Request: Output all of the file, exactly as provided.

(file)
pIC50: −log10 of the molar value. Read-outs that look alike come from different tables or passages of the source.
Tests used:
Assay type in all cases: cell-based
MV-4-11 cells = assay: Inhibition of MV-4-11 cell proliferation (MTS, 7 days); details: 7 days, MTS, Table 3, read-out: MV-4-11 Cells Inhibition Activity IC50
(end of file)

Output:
pIC50: −log10 of the molar value. Read-outs that look alike come from different tables or passages of the source.
Tests used:
Assay type in all cases: cell-based
MV-4-11 cells = assay: Inhibition of MV-4-11 cell proliferation (MTS, 7 days); details: 7 days, MTS, Table 3, read-out: MV-4-11 Cells Inhibition Activity IC50